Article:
Table rendering

Table rendering

As you can see, here we’ve only used a single tbody, which in turn contains two rows. Each row contains two cells which will contain the text. However, you can alter the number of these components to your liking. Additionally, some of these components come with their own methods. For caption, thead and tfoot we have methods such as createCaption(), deleteCaption(), createTFoot(), deleteTFoot(), createTHead(), and deleteTHead() in our disposal, whose functions are pretty self-explanatory. We didn’t mention tbody because you’ll have to create you own methods for that. We’ll show you how later on.

Cool, but how to create tables? Let’s get on to it right away!

2. Creating Tables

It’s very easy to create tables, whether it’s by using HTML only or by using also Javascript. We’ll show you both ways, and you can choose whichever you like best for you own project.

2.1 Creating Tables using only HTML

Originally, tables were created only by using HTML code, but that was replaced very fast by Javascript. That is because while this way of creating them is fairly easy, it can be annoying when the dimensions of the tables grew. And you might remember that at one point even the webpages were constructed based on tables to take advantage of their grid system effect. But let’s see how we can do that by taking a look at the code snippet below:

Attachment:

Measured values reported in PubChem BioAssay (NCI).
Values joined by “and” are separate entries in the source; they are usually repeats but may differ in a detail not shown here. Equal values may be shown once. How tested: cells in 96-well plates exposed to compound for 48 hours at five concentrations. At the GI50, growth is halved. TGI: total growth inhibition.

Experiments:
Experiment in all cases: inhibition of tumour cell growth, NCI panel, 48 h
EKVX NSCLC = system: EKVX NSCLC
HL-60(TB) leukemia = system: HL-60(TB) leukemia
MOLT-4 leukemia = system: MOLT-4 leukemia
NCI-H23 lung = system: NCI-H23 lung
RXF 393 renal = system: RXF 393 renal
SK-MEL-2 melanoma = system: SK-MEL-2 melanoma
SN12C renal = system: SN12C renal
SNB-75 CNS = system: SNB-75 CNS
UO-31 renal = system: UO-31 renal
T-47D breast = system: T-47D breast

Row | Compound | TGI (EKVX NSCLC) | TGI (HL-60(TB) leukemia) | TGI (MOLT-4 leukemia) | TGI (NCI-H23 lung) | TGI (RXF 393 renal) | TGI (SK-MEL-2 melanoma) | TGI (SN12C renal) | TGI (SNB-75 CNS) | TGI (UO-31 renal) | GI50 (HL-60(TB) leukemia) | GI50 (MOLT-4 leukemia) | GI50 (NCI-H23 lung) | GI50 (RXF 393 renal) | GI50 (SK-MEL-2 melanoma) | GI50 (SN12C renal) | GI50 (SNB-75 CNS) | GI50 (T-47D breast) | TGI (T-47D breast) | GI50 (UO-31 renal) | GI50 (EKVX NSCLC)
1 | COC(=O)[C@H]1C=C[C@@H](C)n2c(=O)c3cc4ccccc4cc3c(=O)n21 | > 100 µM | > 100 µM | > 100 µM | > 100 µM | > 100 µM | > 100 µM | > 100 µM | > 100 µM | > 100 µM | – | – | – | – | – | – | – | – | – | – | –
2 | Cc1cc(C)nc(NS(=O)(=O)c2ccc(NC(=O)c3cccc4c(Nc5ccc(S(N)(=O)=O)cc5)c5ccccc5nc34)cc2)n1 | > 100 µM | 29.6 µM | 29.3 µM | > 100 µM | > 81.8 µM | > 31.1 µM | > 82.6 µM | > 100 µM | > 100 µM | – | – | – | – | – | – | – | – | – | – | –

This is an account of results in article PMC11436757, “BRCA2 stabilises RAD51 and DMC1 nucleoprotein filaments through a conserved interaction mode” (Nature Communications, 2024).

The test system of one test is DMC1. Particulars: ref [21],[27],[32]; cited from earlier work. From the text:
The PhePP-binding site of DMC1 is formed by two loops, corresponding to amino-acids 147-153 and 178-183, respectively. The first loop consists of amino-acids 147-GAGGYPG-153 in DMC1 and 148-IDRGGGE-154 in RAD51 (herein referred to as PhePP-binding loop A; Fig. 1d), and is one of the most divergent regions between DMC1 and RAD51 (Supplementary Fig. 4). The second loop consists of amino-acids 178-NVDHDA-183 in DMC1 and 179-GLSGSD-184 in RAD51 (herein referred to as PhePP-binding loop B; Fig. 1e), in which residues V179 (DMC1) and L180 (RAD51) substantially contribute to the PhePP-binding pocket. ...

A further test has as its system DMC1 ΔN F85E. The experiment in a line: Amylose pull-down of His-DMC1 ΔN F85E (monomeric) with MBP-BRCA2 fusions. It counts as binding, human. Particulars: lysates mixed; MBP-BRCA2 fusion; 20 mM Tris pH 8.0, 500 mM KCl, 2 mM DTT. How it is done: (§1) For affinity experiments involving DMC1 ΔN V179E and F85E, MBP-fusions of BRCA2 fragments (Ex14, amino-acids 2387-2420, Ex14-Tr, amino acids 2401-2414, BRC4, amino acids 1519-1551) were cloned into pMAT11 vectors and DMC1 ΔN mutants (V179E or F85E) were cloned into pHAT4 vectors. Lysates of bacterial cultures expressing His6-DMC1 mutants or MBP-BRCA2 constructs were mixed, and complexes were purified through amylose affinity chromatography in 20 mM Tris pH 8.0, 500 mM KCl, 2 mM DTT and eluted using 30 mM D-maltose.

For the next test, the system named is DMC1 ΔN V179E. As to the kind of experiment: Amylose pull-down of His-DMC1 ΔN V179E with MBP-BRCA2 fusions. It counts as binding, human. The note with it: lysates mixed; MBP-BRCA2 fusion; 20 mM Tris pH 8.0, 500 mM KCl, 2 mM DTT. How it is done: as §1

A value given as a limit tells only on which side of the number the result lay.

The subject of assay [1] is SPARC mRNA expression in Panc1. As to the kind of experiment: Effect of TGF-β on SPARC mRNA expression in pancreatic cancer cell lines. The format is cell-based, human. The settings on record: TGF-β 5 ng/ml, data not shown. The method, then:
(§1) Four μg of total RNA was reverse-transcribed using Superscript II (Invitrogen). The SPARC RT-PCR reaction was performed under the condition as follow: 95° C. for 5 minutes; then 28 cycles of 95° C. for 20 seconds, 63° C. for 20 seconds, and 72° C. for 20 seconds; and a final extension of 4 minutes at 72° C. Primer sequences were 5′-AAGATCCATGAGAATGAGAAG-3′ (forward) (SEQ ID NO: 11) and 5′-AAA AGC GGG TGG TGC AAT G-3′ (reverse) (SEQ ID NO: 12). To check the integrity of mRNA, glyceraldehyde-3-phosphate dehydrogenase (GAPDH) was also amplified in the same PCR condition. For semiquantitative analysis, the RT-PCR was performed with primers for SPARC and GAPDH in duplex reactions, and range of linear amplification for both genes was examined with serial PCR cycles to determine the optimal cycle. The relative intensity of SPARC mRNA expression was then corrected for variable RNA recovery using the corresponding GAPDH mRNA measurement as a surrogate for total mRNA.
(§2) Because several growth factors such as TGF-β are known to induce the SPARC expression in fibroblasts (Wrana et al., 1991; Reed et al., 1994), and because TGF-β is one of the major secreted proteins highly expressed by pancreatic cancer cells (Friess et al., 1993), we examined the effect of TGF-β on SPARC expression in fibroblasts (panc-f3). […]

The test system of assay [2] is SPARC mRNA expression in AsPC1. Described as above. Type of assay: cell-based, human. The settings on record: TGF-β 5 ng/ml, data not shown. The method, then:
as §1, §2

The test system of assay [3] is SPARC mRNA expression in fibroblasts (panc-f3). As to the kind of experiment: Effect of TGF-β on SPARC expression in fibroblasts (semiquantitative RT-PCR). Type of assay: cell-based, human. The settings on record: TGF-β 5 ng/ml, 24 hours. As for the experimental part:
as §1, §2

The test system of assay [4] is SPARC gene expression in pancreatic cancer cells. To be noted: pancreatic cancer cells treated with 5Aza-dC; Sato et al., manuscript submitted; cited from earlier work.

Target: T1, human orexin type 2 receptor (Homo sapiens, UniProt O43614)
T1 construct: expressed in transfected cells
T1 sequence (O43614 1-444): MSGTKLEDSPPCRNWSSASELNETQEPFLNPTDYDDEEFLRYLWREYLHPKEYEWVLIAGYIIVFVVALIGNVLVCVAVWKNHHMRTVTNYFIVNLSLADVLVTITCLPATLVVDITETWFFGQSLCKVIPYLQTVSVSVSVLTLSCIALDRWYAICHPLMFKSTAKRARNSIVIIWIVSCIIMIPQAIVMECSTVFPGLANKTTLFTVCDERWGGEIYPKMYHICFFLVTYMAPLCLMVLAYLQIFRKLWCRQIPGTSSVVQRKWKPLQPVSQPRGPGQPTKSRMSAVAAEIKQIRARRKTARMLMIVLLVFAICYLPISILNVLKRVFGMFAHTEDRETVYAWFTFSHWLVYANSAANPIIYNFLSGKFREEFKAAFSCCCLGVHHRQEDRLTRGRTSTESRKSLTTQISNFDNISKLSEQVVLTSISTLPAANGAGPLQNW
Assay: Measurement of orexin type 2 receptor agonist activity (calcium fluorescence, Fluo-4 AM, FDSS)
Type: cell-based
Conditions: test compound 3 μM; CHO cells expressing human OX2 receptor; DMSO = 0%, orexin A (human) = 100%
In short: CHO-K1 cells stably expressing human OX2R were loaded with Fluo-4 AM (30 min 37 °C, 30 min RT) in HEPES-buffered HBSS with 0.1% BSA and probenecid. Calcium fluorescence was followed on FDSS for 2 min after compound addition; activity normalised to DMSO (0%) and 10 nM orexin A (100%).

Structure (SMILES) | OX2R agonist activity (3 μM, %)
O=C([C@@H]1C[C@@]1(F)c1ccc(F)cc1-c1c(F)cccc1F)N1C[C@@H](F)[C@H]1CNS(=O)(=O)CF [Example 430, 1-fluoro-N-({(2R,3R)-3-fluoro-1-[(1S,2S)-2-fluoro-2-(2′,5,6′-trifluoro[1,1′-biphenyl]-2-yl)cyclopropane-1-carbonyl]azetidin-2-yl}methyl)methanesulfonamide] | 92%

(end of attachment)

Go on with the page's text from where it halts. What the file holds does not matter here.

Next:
index.html

<!DOCTYPE html>
<html lang="en">
<head>
    <meta charset="UTF-8">
    <title>Tables</title>
</head>
<body>

<table border="1"
       summary="">
    <caption><em>Test table</em></caption>

    <tr><th rowspan="2"><th colspan="2">Average
        <th rowspan="2">Green<br>eyes

    <tr>
        <th>height</th>
        <th>weight</th>
    </tr>
    <tr>
        <th>males</th>
        <td>183cm</td>
        <td>65kg</td>
        <td>40%</td>
    </tr>
    <tr>